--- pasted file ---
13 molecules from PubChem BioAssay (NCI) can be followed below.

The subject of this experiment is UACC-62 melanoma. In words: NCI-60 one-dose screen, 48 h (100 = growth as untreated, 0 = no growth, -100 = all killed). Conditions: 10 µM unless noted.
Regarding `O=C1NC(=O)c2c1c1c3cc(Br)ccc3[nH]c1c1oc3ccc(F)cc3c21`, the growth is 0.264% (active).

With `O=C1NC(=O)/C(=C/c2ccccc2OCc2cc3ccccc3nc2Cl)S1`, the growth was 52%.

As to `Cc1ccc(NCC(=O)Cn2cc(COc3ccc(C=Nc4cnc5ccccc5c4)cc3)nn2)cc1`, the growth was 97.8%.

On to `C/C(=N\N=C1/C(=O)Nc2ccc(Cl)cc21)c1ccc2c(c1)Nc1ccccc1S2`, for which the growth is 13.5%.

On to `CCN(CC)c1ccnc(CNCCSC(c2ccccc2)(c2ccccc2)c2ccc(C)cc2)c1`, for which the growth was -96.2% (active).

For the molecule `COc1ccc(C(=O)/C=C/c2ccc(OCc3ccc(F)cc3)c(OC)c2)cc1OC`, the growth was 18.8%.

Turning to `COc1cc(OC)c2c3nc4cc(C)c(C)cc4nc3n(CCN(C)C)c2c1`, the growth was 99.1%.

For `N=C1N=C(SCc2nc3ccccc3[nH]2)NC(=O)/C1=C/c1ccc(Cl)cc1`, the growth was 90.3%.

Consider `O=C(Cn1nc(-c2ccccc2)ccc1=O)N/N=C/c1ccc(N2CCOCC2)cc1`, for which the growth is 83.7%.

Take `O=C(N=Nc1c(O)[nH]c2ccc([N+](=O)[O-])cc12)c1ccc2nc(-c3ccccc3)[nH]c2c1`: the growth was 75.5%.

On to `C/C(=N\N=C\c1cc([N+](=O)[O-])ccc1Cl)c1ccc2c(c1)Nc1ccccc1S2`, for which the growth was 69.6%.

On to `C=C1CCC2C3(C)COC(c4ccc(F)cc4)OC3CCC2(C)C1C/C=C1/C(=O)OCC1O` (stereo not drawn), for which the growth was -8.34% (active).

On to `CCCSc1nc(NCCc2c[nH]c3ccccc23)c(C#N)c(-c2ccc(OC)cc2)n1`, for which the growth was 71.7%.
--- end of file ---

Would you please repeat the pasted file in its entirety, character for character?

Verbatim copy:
13 molecules from PubChem BioAssay (NCI) can be followed below.

The subject of this experiment is UACC-62 melanoma. In words: NCI-60 one-dose screen, 48 h (100 = growth as untreated, 0 = no growth, -100 = all killed). Conditions: 10 µM unless noted.
Regarding `O=C1NC(=O)c2c1c1c3cc(Br)ccc3[nH]c1c1oc3ccc(F)cc3c21`, the growth is 0.264% (active).

With `O=C1NC(=O)/C(=C/c2ccccc2OCc2cc3ccccc3nc2Cl)S1`, the growth was 52%.

As to `Cc1ccc(NCC(=O)Cn2cc(COc3ccc(C=Nc4cnc5ccccc5c4)cc3)nn2)cc1`, the growth was 97.8%.

On to `C/C(=N\N=C1/C(=O)Nc2ccc(Cl)cc21)c1ccc2c(c1)Nc1ccccc1S2`, for which the growth is 13.5%.

On to `CCN(CC)c1ccnc(CNCCSC(c2ccccc2)(c2ccccc2)c2ccc(C)cc2)c1`, for which the growth was -96.2% (active).

For the molecule `COc1ccc(C(=O)/C=C/c2ccc(OCc3ccc(F)cc3)c(OC)c2)cc1OC`, the growth was 18.8%.

Turning to `COc1cc(OC)c2c3nc4cc(C)c(C)cc4nc3n(CCN(C)C)c2c1`, the growth was 99.1%.

For `N=C1N=C(SCc2nc3ccccc3[nH]2)NC(=O)/C1=C/c1ccc(Cl)cc1`, the growth was 90.3%.

Consider `O=C(Cn1nc(-c2ccccc2)ccc1=O)N/N=C/c1ccc(N2CCOCC2)cc1`, for which the growth is 83.7%.

Take `O=C(N=Nc1c(O)[nH]c2ccc([N+](=O)[O-])cc12)c1ccc2nc(-c3ccccc3)[nH]c2c1`: the growth was 75.5%.

On to `C/C(=N\N=C\c1cc([N+](=O)[O-])ccc1Cl)c1ccc2c(c1)Nc1ccccc1S2`, for which the growth was 69.6%.

On to `C=C1CCC2C3(C)COC(c4ccc(F)cc4)OC3CCC2(C)C1C/C=C1/C(=O)OCC1O` (stereo not drawn), for which the growth was -8.34% (active).

On to `CCCSc1nc(NCCc2c[nH]c3ccccc23)c(C#N)c(-c2ccc(OC)cc2)n1`, for which the growth was 71.7%.